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Dogs Favorite Food: Does Flavor Matter To Dogs?


3 min Read

February 21, 2022 | Nutrition

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Dogs Favorite Food

You may have noticed that your pet dog loves to chew on anything and everything around him. This might have led you to wonder ‘do dogs have tastebuds?’.

If you’ve looked discreetly into his food habits, you might have also noticed him turning down some of his kibbles for no apparent reason. This suggests that dogs have unusual taste preferences and most importantly taste buds when in comparison with human beings.

But how? What does dog food taste like to dogs? What do dogs like to eat? Does flavor matter to dogs? What flavors does a dog’s favorite food comprise of? Do they like to enhance the flavor of their food with Seasoning Powder?

Let’s now take a look at the world of flavor from the canine perspective.

Do Dogs Have Taste Buds?

Do Dogs Have Taste Buds

To begin with, a dog's capacity to sense flavors on the tongue is inferior to that of a human. A typical canine has 1,700 taste buds, while humans have 9,000. A dog's taste power is roughly one-fifth that of ours. This begs a lot of questions about mealtime because most dogs get very excited when they hear the rustle of the kibble bowl. But, if they don't feel flavors in the same way that we do, what do they enjoy about eating?

Composition of Taste Buds

Composition of Taste Buds

Don’t let the fewer number of taste buds fool you into thinking that dogs experience bland food taste. In fact, dogs have the same receptors detecting flavors like sweet, sour, salty, bitter, and umami. Umami means “the essence of deliciousness” in Japanese and describes flavors that are savory, meaty, or brothy. If you’ve seen dogs' tongues dip in the water and curl under when drinking water, understand that this is because they can taste the water. Surprised?

It’s difficult to wrap one’s head around what this tasting experience is like. However, at the tip of your dog's tongue are a cluster of taste buds that are particularly sensitive to water. When dogs consume dehydrating foods that are sweet or salty, their taste receptors become more sensitive, signaling to your dog that it is time to go to his bowl and drink some water. This drive contributes to your dog's ability to stay hydrated.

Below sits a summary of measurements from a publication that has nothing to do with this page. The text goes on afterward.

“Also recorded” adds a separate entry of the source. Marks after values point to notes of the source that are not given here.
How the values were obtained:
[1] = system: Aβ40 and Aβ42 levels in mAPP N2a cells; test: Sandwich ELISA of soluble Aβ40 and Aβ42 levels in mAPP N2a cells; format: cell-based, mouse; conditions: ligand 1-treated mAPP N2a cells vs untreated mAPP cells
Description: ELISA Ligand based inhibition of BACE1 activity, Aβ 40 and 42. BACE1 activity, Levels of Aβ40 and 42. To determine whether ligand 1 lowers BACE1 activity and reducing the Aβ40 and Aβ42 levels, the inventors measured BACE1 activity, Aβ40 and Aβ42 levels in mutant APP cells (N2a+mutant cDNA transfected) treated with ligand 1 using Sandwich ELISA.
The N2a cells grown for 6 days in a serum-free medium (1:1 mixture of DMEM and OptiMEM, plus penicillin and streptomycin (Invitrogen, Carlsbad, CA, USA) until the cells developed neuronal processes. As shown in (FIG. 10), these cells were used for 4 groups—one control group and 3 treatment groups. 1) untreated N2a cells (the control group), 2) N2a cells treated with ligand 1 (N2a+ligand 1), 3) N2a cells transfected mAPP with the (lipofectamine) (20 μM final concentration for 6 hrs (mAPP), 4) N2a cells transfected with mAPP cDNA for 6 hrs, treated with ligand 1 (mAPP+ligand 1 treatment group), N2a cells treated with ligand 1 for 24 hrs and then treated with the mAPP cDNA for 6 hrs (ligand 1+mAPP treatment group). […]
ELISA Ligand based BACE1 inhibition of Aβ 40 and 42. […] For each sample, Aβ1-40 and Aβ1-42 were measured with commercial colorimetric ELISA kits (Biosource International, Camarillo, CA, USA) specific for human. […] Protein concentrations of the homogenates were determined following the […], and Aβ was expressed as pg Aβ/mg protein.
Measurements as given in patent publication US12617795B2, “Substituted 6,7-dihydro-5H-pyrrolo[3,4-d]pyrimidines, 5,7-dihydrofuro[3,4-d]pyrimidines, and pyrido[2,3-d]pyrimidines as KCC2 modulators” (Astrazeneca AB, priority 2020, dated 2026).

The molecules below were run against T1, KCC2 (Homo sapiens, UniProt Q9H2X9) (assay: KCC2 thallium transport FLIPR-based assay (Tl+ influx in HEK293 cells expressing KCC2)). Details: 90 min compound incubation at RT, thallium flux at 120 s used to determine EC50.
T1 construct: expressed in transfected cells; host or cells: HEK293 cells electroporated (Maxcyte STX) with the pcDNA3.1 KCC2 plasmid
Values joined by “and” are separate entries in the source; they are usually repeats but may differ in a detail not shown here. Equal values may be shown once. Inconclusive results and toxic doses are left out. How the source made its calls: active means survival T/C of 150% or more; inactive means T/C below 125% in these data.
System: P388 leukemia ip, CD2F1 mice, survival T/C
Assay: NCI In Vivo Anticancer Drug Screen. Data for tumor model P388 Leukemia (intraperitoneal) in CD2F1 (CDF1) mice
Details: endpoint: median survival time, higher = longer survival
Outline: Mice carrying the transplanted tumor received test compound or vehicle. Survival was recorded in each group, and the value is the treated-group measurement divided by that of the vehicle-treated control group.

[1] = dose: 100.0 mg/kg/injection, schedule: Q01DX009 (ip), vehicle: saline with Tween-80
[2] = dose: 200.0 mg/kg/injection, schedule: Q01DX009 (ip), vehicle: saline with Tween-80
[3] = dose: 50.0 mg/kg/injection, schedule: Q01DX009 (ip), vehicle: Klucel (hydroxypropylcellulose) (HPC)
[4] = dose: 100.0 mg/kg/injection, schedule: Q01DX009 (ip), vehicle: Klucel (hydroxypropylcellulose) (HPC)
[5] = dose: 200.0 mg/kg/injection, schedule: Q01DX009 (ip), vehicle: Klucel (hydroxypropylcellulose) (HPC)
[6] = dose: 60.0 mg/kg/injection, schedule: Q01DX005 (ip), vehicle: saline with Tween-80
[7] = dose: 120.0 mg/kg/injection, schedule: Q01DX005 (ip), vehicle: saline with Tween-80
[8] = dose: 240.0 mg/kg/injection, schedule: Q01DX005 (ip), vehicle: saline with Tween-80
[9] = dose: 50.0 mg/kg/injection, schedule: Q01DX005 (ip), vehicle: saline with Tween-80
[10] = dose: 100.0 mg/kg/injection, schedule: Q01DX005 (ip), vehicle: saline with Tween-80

Bonus: Check out this Instagram video of a dog-obsessed over chewing dental treats.

Dog’s Taste Receptors VS Their Sense Of Smell

Taste and smell are strongly related, and an item's aroma can enhance its taste. The fragrance of a dog’s favorite food item has a considerably greater impact on how dogs perceive the flavor of their food. With this potent tiny weapon, the nose performs an important function during mealtime. Dogs rely on scent to learn about their surroundings, including the food you poured into his bowl. Their decision to consume something is based on whether the aroma is appealing to him or whether there is something "wrong" about it that makes him turn up his nose.

Do Dogs Get Bored Of Their Food?

One aspect of our pets that makes us happy is their eagerness to eat. Even if they eat the same kibble without complaint every day, it's advisable to introduce new nutritious treats to his diet, such as Dogsee Chew, so his body obtains the unique nutrient profile that improves your dog's wellness. You should also check for additional whole food items on the label, such as whole grains and vitamin-rich fruits and vegetables like Crunchy Dog Treats


Understand your pooch’s taste preferences and fill your dog’s bowl with their favorite food accordingly. It won't make sense to provide your dog with a nutritionally well-blended diet if he doesn't eat it. Always be vigilant of his diet and consult the vet immediately if you notice any changes in his eating.

Hope that now you won’t have any more queries on the question-” Do dogs have tastebuds “.

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